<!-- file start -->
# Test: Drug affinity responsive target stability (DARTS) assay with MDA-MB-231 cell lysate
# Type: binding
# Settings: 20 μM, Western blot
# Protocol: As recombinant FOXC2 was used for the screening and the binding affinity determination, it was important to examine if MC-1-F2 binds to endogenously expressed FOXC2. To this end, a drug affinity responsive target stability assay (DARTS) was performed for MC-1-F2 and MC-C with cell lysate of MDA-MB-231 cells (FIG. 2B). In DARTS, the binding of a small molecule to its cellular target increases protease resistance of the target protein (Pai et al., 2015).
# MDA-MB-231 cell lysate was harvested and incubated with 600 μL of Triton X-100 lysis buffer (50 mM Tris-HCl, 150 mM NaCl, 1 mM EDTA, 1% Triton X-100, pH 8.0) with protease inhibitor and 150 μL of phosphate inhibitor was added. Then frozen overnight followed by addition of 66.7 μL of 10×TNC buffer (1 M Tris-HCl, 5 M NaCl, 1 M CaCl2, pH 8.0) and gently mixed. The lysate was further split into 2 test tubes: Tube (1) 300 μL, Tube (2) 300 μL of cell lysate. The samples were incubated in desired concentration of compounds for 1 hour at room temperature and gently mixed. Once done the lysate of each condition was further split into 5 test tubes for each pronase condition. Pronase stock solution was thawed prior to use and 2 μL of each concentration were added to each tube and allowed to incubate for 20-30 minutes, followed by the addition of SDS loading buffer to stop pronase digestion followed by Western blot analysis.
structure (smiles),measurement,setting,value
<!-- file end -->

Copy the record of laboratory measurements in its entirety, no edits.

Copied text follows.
# Test: Drug affinity responsive target stability (DARTS) assay with MDA-MB-231 cell lysate
# Type: binding
# Settings: 20 μM, Western blot
# Protocol: As recombinant FOXC2 was used for the screening and the binding affinity determination, it was important to examine if MC-1-F2 binds to endogenously expressed FOXC2. To this end, a drug affinity responsive target stability assay (DARTS) was performed for MC-1-F2 and MC-C with cell lysate of MDA-MB-231 cells (FIG. 2B). In DARTS, the binding of a small molecule to its cellular target increases protease resistance of the target protein (Pai et al., 2015).
# MDA-MB-231 cell lysate was harvested and incubated with 600 μL of Triton X-100 lysis buffer (50 mM Tris-HCl, 150 mM NaCl, 1 mM EDTA, 1% Triton X-100, pH 8.0) with protease inhibitor and 150 μL of phosphate inhibitor was added. Then frozen overnight followed by addition of 66.7 μL of 10×TNC buffer (1 M Tris-HCl, 5 M NaCl, 1 M CaCl2, pH 8.0) and gently mixed. The lysate was further split into 2 test tubes: Tube (1) 300 μL, Tube (2) 300 μL of cell lysate. The samples were incubated in desired concentration of compounds for 1 hour at room temperature and gently mixed. Once done the lysate of each condition was further split into 5 test tubes for each pronase condition. Pronase stock solution was thawed prior to use and 2 μL of each concentration were added to each tube and allowed to incubate for 20-30 minutes, followed by the addition of SDS loading buffer to stop pronase digestion followed by Western blot analysis.
structure (smiles),measurement,setting,value